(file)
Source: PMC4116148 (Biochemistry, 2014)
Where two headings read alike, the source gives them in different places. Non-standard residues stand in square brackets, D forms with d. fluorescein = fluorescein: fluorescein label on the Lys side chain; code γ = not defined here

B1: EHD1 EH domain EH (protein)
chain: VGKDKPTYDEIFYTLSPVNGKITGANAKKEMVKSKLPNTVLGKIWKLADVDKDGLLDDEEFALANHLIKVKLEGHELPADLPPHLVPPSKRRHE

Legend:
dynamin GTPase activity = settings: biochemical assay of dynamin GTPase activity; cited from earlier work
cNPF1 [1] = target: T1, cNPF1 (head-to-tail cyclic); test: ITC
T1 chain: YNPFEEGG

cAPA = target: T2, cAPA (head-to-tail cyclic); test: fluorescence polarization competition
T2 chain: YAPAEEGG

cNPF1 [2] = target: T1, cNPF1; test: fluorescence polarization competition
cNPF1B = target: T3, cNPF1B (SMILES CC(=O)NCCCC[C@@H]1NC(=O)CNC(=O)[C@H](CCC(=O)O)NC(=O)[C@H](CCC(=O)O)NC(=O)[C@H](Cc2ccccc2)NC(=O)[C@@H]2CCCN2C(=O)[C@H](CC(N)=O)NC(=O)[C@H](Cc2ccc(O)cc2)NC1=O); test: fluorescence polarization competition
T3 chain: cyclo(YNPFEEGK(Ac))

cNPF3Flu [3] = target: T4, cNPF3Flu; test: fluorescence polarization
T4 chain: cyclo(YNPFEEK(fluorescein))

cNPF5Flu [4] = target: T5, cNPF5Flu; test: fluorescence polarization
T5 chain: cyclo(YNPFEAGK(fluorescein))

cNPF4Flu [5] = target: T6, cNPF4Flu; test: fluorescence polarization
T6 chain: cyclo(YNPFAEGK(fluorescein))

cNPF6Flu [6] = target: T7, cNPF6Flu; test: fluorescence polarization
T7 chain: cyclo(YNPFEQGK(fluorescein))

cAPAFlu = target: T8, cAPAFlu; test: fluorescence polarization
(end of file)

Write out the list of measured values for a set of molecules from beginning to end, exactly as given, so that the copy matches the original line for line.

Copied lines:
Source: PMC4116148 (Biochemistry, 2014)
Where two headings read alike, the source gives them in different places. Non-standard residues stand in square brackets, D forms with d. fluorescein = fluorescein: fluorescein label on the Lys side chain; code γ = not defined here

B1: EHD1 EH domain EH (protein)
chain: VGKDKPTYDEIFYTLSPVNGKITGANAKKEMVKSKLPNTVLGKIWKLADVDKDGLLDDEEFALANHLIKVKLEGHELPADLPPHLVPPSKRRHE

Legend:
dynamin GTPase activity = settings: biochemical assay of dynamin GTPase activity; cited from earlier work
cNPF1 [1] = target: T1, cNPF1 (head-to-tail cyclic); test: ITC
T1 chain: YNPFEEGG

cAPA = target: T2, cAPA (head-to-tail cyclic); test: fluorescence polarization competition
T2 chain: YAPAEEGG

cNPF1 [2] = target: T1, cNPF1; test: fluorescence polarization competition
cNPF1B = target: T3, cNPF1B (SMILES CC(=O)NCCCC[C@@H]1NC(=O)CNC(=O)[C@H](CCC(=O)O)NC(=O)[C@H](CCC(=O)O)NC(=O)[C@H](Cc2ccccc2)NC(=O)[C@@H]2CCCN2C(=O)[C@H](CC(N)=O)NC(=O)[C@H](Cc2ccc(O)cc2)NC1=O); test: fluorescence polarization competition
T3 chain: cyclo(YNPFEEGK(Ac))

cNPF3Flu [3] = target: T4, cNPF3Flu; test: fluorescence polarization
T4 chain: cyclo(YNPFEEK(fluorescein))

cNPF5Flu [4] = target: T5, cNPF5Flu; test: fluorescence polarization
T5 chain: cyclo(YNPFEAGK(fluorescein))

cNPF4Flu [5] = target: T6, cNPF4Flu; test: fluorescence polarization
T6 chain: cyclo(YNPFAEGK(fluorescein))

cNPF6Flu [6] = target: T7, cNPF6Flu; test: fluorescence polarization
T7 chain: cyclo(YNPFEQGK(fluorescein))

cAPAFlu = target: T8, cAPAFlu; test: fluorescence polarization